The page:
How AWS gets ideas for its new AI products and services
At re:Invent 2019, Amazon executive Swami Sivasubramanian spoke about a commitment to democratizing machine learning, and making its benefits available to all.
- AWS re:Invent 2019: Leadership session: Machine learning
Swami Sivasubramanian, vice president, AWS machine learning, delivered a keynote presentation at the leadership session during AWS re: Invent 2019. Sivasubramanian spoke about why Amazon decided to launch products and services like Deep Java Library, Amazon SageMaker Autopilot, and Amazon CodeGuru (Preview) during the event. The common threads linking these products: a commitment to democratizing machine learning and making its benefits available to all.
Here are three key takeaways from Sivasubramanian’s presentation:
- The state of machine learning today is similar to art during the Renaissance
The clearest indicator of the explosion in the adoption of machine learning is the wide implementation across a variety of industry sectors and disciplines. NASCAR is giving fans a realistic race experience with AWS Media Services. Intuit has been able to generate a series of custom machine learning models — paired with other machine learning services like Amazon Textract — to create better, more personalized financial management services. And by using predictive modeling and machine learning techniques, CARE™ Disease Prediction analyzes more than 14 billion medical claims to identify early indicators of disease for local markets and disease onset across the United States.
- Machine learning is not a new phenomenon
Machine learning has been around for a long time. After all, the seminal deep learning paper, Gradient-based learning applied to document recognition was published twenty-one years ago. Then why did the widespread adoption of machine learning take this long? The explosion in adoption of machine learning is directly linked to the expansion of computing capability and data storage made possible by the cloud.
However, Sivasubramanian points out that we are still very much in early days when it comes to machine learning, as it is still largely a domain restricted to experts. Analogous adoption arcs can be found in other fields: for example, the first digital SLR camera was only introduced 150 years after the invention of photography. Just as the smartphone made (nearly) everyone a professional photographer, the key to accelerating the adoption of machine learning is to make it accessible to all developers.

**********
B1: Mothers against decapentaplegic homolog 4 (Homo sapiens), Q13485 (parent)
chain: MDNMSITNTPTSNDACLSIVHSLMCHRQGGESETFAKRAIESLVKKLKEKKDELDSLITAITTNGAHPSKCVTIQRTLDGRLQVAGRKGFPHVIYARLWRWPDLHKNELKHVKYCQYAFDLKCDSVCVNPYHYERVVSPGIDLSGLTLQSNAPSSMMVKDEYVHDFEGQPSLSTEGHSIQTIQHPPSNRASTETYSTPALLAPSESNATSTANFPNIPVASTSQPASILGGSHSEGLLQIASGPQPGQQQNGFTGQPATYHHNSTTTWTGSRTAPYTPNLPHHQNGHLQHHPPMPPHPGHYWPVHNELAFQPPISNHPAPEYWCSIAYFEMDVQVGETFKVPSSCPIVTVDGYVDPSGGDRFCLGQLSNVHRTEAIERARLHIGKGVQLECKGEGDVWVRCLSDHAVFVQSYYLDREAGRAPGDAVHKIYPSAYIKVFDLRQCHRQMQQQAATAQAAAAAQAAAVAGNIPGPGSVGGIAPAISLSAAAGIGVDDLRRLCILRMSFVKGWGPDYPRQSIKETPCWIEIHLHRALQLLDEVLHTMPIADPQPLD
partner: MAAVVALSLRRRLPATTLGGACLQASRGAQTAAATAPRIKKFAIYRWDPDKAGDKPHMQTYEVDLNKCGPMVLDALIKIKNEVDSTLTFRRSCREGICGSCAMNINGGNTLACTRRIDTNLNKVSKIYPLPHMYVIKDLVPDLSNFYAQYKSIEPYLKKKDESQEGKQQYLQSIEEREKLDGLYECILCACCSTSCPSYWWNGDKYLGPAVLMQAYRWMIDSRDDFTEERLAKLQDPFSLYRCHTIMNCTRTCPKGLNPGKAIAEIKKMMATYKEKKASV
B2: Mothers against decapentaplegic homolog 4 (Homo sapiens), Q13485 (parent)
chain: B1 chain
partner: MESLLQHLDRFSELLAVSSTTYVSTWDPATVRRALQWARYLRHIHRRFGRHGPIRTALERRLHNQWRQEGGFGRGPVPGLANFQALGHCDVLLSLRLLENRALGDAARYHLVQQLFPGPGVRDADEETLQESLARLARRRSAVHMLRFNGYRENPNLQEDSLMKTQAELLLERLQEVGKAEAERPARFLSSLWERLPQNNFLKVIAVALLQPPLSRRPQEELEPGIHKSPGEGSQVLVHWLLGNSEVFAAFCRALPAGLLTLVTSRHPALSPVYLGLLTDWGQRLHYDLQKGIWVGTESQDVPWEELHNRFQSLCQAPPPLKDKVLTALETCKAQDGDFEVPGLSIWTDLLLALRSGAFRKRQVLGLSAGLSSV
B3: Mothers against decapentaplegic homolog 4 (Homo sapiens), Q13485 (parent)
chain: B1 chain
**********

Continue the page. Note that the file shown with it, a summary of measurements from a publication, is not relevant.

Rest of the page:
- AWS’ new products and services aim to make machine learning accessible to all developers.
AWS’ new products are services help simplify machine learning on three fronts:
- Easier to build: Developers in more traditional environments have found it challenging to build apps that leverage machine learning. Though Java is the most popular language in enterprise, there are very few resources to work with deep learning. Python continues to be the language of choice. As a result, Java developers spend a significant amount of time interpreting and rewriting code to develop deep learning applications. AWS announced Deep Java Library (DJL) to bridge the gap between data scientists and enterprise developers, and make machine learning applications easier to build.
- Easier to scale: Machine learning deployment is not as easy as software development. Algorithm selection is still largely an explorative process requiring broad knowledge of the field. This is why AWS launched Amazon Sagemaker Autopilot that makes machine learning more transparent and explainable, while reducing the time it can take to train, deploy, and scale apps. Another examples is Amazon SageMaker Operators for Kubernetes a new capability that makes it easier for developers and data scientists using Kubernetes to train, tune, and deploy machine learning (ML) models in Amazon SageMaker.
- Easier to apply: This involves connecting the dots for customers in machine learning, and making it more real for business and IT decision makers. To this end, AWS launched Amazon Kendra, a highly accurate and easy to use enterprise search service that’s powered by machine learning. Kendra delivers powerful natural language search capabilities to internal enterprise websites and applications so end users can more easily find the information they need within the vast amount of content spread across a typical company. Customers can use Kendra's connectors for popular sources like file systems, web sites, Box, DropBox, Salesforce, SharePoint, relational databases, and Amazon S3. In a similar vein, Amazon CodeGuru (Preview) is a machine learning service for automated code reviews and application performance recommendations. Amazon CodeGuru (Preview) helps developers find the most expensive lines of code that hurt application performance, and gives them specific recommendations to fix or improve their code.
Products and services featured in the article include:
Amazon CodeGuru (Preview)